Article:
Roger Deakin in Tiger Wood

Wildwood deakin

Roger Deakin memorably described a spring evening in Tiger Wood in Suffolk in “Wildwood”. The wood’s name comes from the discovery of a curved canine of a sabre-tooth tiger unearthed here some years back.

Ronald and I had walked through Tiger Wood in the snow the winter before. The day was brilliant, the trees sparkling and frilled with frost. A white line of snow was pencilled up the north-east side of each tree. John Nash loved woods, particularly in winter, when their architecture is revealed. The lines of the nude trees are so much stronger.  The bones of the landscape stand out. He loved the ruins of woods : dead trees fallen over one another, fungi and brittle twigs. He hated woods to be tidied, and the fashion for management that rubbed out all evidence of past inhabitants, all natural continuity of living denizens.

Formby’s red squirrels

Formby squirrel
The star atraction of the National Trust Formby pinewoods are the easily spotted red squirrels,  the southernmost mainland population in Britain,  which have clung on here because grey squirrels can’t survive in pinewoods as they are unable to open pine cones.  Despite this, a 2007-08 outbreak of squirrel pox transmitted by greys wiped out some 80 percent of their numbers, leaving as few as 20 reds although the population has quickly bounced back ( 250 by 2014 – video) and the survivors appear to have developed some resistance to the deadly disease.

As of autumn 2015, the population has risen to 250 animals.

 

The Fortingall yew

Fortingall_Yew

The Fortingall Yew is generally considered as the oldest tree in Britain. Like many yews, it stands in a churchyard. Yews were sacred for the Celts, and the Christian church often found it expedient to take over these existing sacred sites for churches. This oldest of yews is the village of Fortingall in Perthshire. Recent tests suggest the tree is some 2,000 years old, rather younger than the 5,000 years claimed by some, but still probably one of the oldest trees in Northern Europe. The yew was vandalised for tourist trinkets in the 19th century, and its once massive girths is now split into several trunks, giving the impression of several smaller trees.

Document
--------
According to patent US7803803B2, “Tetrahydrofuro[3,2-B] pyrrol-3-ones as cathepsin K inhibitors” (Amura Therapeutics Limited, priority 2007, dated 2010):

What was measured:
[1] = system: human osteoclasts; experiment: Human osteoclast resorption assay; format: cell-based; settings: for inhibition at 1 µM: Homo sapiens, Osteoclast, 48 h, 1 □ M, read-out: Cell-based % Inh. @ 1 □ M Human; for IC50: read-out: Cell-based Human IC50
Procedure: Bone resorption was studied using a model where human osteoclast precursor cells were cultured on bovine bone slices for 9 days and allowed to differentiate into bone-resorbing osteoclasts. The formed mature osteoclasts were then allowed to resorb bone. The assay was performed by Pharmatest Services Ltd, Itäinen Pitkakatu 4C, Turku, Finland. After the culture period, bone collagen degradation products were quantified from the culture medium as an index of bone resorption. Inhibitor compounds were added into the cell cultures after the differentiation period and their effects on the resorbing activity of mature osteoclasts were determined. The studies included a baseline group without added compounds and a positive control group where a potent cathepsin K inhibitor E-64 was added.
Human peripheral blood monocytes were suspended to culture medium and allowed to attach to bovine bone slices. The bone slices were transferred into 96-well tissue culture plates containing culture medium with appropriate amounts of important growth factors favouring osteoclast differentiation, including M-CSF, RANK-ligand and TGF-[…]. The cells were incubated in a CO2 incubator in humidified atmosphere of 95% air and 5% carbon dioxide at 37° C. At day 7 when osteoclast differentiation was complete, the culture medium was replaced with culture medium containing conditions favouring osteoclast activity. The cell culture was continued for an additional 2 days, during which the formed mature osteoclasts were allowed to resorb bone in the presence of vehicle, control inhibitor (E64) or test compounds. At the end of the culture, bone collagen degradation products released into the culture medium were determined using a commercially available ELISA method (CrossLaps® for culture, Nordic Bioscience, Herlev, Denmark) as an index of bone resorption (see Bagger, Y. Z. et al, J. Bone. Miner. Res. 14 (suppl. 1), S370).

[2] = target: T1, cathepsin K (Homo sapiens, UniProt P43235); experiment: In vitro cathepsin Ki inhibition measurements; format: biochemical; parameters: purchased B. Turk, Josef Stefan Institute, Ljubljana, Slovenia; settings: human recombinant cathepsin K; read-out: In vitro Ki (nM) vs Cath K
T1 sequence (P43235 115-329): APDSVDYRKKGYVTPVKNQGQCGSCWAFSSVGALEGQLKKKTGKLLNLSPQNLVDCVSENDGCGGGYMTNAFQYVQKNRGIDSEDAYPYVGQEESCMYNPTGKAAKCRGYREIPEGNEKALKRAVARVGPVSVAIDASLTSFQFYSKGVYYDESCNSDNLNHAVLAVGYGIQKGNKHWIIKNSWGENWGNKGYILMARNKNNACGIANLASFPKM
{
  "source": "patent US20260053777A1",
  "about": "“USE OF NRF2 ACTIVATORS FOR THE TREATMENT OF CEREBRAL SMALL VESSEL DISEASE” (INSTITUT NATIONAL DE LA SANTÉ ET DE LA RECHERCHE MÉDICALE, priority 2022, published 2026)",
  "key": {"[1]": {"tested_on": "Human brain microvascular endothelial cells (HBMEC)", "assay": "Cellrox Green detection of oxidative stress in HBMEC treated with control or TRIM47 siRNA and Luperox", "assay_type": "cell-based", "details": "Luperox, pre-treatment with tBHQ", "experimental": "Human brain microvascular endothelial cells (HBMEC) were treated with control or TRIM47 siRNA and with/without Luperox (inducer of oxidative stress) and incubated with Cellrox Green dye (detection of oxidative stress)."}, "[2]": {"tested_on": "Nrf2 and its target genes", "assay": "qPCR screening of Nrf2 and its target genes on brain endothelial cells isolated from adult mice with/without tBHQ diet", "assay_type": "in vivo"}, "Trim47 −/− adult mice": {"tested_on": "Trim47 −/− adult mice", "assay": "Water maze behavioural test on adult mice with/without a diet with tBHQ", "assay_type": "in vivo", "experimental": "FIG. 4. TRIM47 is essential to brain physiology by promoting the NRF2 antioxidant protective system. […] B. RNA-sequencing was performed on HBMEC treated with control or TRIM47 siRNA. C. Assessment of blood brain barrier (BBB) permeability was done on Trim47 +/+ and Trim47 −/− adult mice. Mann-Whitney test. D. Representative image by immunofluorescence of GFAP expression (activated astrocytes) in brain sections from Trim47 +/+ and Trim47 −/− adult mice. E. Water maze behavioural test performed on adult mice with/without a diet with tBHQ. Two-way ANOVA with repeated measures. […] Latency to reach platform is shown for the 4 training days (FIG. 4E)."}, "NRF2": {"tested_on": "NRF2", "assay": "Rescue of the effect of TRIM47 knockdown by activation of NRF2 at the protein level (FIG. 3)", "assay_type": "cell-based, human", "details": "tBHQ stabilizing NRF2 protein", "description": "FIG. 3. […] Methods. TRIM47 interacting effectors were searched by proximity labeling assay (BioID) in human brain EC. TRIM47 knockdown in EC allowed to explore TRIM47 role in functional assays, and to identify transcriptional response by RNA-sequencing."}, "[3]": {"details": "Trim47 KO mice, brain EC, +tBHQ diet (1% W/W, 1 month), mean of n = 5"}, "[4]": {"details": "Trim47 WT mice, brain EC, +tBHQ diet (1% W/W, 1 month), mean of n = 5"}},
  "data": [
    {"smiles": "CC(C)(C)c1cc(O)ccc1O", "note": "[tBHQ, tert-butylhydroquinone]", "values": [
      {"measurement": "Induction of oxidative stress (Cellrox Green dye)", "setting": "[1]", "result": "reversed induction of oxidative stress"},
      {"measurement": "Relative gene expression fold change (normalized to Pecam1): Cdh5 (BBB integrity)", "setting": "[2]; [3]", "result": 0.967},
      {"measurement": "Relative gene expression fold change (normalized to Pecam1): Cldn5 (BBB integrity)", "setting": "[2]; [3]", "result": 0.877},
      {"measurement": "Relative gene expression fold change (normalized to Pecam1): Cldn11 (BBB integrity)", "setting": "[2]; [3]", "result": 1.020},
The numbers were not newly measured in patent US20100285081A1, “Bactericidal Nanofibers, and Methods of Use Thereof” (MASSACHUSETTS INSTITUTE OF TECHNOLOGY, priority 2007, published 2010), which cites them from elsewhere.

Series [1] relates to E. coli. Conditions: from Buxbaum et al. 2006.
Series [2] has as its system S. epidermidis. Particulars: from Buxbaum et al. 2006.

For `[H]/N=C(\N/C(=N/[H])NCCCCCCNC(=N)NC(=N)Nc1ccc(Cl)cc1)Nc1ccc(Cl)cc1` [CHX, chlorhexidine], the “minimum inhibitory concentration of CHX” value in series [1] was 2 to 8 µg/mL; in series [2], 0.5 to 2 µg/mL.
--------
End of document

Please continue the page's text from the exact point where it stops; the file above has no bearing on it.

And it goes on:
The Major Oak in Nottinghamshire

The Major Oak in Nottinghamshire

The Major Oak is a pedunculate oak (Quercus robur) found in Sherwood forest, Nottinghamshire. About 800 years old, according to folklore its hollow trunk was used as a hideout by Robin Hood and his merry men. The tree weighs 23 tonnes, its trunk circumference is 33 feet (10m) and its branches spread to over 92 feet (28m). Conservation measures have been carried out continually since 1908. Today, slender steel poles prop the sprawling limbs of this forest giant, which is visited annually by thousands of people. `[The Guardian]

In 2014, it was voted ‘England’s Tree of the Year’ in a public poll run by the Woodland Trust

In 2003, in Dorset a plantation was started of 260 saplings grown from acorns of the Major Oak. The purpose was to provide a focal point for an Internet-based study of the Major Oak, its history, photographic record, variation in size and leafing of the saplings, comparison of their DNA, and an eventual public amenity.

Photograph: Nottinghamshire County Council